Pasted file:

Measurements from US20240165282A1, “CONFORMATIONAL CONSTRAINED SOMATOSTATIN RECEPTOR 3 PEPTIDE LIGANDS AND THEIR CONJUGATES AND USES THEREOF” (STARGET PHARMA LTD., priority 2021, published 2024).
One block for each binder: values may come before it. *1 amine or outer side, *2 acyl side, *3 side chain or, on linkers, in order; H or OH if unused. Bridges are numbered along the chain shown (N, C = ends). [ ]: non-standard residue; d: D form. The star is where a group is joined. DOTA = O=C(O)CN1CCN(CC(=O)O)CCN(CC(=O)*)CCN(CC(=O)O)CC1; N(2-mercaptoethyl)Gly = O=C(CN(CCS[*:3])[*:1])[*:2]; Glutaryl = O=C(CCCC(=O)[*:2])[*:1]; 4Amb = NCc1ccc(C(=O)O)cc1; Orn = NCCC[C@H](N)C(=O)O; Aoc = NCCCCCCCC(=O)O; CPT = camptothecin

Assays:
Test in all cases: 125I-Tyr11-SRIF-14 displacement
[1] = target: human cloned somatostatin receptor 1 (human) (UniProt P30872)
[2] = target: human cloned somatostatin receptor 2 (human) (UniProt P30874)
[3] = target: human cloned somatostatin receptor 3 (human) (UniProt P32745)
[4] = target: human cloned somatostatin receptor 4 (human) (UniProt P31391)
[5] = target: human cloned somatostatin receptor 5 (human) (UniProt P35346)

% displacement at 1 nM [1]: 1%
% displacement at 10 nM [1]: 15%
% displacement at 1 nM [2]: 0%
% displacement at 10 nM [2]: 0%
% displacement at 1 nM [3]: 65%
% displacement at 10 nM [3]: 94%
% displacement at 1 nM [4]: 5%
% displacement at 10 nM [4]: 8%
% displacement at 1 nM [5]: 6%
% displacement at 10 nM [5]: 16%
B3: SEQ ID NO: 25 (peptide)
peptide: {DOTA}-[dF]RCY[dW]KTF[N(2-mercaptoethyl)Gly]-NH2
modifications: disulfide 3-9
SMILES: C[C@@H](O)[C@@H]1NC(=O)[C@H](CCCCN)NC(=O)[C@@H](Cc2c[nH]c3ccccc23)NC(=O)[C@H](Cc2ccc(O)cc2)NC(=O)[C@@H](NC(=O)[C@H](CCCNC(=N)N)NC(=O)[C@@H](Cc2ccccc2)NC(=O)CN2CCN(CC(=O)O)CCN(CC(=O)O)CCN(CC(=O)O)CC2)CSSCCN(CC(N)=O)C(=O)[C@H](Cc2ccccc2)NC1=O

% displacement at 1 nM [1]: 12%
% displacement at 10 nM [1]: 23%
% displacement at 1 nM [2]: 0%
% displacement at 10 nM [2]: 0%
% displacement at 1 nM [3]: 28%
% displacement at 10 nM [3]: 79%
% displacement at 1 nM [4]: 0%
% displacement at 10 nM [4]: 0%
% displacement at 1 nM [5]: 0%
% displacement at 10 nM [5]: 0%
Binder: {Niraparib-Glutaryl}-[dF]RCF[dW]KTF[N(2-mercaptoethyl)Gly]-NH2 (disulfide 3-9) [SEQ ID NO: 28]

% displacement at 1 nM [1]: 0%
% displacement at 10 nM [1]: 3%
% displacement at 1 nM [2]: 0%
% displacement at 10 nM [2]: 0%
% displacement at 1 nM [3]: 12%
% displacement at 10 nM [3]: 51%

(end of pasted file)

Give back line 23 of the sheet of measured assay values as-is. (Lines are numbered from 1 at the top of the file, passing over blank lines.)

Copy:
SMILES: C[C@@H](O)[C@@H]1NC(=O)[C@H](CCCCN)NC(=O)[C@@H](Cc2c[nH]c3ccccc23)NC(=O)[C@H](Cc2ccc(O)cc2)NC(=O)[C@@H](NC(=O)[C@H](CCCNC(=N)N)NC(=O)[C@@H](Cc2ccccc2)NC(=O)CN2CCN(CC(=O)O)CCN(CC(=O)O)CCN(CC(=O)O)CC2)CSSCCN(CC(N)=O)C(=O)[C@H](Cc2ccccc2)NC1=O